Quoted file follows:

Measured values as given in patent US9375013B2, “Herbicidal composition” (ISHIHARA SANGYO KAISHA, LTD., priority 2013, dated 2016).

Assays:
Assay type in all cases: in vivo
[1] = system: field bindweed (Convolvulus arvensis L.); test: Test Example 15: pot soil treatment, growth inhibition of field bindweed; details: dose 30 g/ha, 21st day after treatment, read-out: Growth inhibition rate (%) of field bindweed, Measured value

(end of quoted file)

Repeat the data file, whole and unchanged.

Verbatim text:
Measured values as given in patent US9375013B2, “Herbicidal composition” (ISHIHARA SANGYO KAISHA, LTD., priority 2013, dated 2016).

Assays:
Assay type in all cases: in vivo
[1] = system: field bindweed (Convolvulus arvensis L.); test: Test Example 15: pot soil treatment, growth inhibition of field bindweed; details: dose 30 g/ha, 21st day after treatment, read-out: Growth inhibition rate (%) of field bindweed, Measured value